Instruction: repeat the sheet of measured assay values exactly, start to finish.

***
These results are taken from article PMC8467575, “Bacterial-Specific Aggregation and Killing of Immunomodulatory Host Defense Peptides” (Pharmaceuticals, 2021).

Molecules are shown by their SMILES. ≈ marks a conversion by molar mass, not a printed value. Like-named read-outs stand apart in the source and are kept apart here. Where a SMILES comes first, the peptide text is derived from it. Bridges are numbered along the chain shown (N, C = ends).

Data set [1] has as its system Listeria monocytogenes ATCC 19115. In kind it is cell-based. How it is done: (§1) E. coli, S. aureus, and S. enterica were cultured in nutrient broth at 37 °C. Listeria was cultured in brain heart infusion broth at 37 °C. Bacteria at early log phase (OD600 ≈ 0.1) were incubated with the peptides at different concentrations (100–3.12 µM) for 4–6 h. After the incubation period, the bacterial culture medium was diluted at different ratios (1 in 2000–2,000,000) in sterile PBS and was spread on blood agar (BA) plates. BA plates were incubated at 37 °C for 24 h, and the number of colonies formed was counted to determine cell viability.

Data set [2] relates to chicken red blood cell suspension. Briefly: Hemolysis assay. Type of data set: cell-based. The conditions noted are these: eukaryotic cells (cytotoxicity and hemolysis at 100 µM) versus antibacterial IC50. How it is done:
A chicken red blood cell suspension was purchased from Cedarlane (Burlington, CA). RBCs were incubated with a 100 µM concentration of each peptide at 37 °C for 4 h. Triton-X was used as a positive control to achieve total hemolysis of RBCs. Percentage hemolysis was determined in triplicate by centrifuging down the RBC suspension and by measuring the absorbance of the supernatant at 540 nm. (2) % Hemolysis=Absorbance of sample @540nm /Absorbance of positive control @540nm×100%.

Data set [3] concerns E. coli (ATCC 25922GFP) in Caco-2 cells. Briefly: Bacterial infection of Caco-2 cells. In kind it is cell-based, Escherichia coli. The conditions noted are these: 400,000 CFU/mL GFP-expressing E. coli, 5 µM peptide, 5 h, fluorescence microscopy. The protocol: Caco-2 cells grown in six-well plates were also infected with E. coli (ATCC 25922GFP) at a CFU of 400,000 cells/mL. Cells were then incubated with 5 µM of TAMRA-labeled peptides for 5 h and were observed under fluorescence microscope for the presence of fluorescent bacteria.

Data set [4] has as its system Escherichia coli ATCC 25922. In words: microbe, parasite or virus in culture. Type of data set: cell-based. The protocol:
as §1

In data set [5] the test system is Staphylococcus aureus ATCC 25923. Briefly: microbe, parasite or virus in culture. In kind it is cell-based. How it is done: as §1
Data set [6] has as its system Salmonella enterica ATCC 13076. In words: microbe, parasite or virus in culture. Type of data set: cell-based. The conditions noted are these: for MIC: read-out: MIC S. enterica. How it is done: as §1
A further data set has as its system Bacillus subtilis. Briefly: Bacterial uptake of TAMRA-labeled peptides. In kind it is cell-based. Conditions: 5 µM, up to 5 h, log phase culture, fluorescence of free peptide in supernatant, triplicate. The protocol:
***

These results are taken from article PMC8467575, “Bacterial-Specific Aggregation and Killing of Immunomodulatory Host Defense Peptides” (Pharmaceuticals, 2021).

Molecules are shown by their SMILES. ≈ marks a conversion by molar mass, not a printed value. Like-named read-outs stand apart in the source and are kept apart here. Where a SMILES comes first, the peptide text is derived from it. Bridges are numbered along the chain shown (N, C = ends).

Data set [1] has as its system Listeria monocytogenes ATCC 19115. In kind it is cell-based. How it is done: (§1) E. coli, S. aureus, and S. enterica were cultured in nutrient broth at 37 °C. Listeria was cultured in brain heart infusion broth at 37 °C. Bacteria at early log phase (OD600 ≈ 0.1) were incubated with the peptides at different concentrations (100–3.12 µM) for 4–6 h. After the incubation period, the bacterial culture medium was diluted at different ratios (1 in 2000–2,000,000) in sterile PBS and was spread on blood agar (BA) plates. BA plates were incubated at 37 °C for 24 h, and the number of colonies formed was counted to determine cell viability.

Data set [2] relates to chicken red blood cell suspension. Briefly: Hemolysis assay. Type of data set: cell-based. The conditions noted are these: eukaryotic cells (cytotoxicity and hemolysis at 100 µM) versus antibacterial IC50. How it is done:
A chicken red blood cell suspension was purchased from Cedarlane (Burlington, CA). RBCs were incubated with a 100 µM concentration of each peptide at 37 °C for 4 h. Triton-X was used as a positive control to achieve total hemolysis of RBCs. Percentage hemolysis was determined in triplicate by centrifuging down the RBC suspension and by measuring the absorbance of the supernatant at 540 nm. (2) % Hemolysis=Absorbance of sample @540nm /Absorbance of positive control @540nm×100%.

Data set [3] concerns E. coli (ATCC 25922GFP) in Caco-2 cells. Briefly: Bacterial infection of Caco-2 cells. In kind it is cell-based, Escherichia coli. The conditions noted are these: 400,000 CFU/mL GFP-expressing E. coli, 5 µM peptide, 5 h, fluorescence microscopy. The protocol: Caco-2 cells grown in six-well plates were also infected with E. coli (ATCC 25922GFP) at a CFU of 400,000 cells/mL. Cells were then incubated with 5 µM of TAMRA-labeled peptides for 5 h and were observed under fluorescence microscope for the presence of fluorescent bacteria.

Data set [4] has as its system Escherichia coli ATCC 25922. In words: microbe, parasite or virus in culture. Type of data set: cell-based. The protocol:
as §1

In data set [5] the test system is Staphylococcus aureus ATCC 25923. Briefly: microbe, parasite or virus in culture. In kind it is cell-based. How it is done: as §1
Data set [6] has as its system Salmonella enterica ATCC 13076. In words: microbe, parasite or virus in culture. Type of data set: cell-based. The conditions noted are these: for MIC: read-out: MIC S. enterica. How it is done: as §1
A further data set has as its system Bacillus subtilis. Briefly: Bacterial uptake of TAMRA-labeled peptides. In kind it is cell-based. Conditions: 5 µM, up to 5 h, log phase culture, fluorescence of free peptide in supernatant, triplicate. The protocol: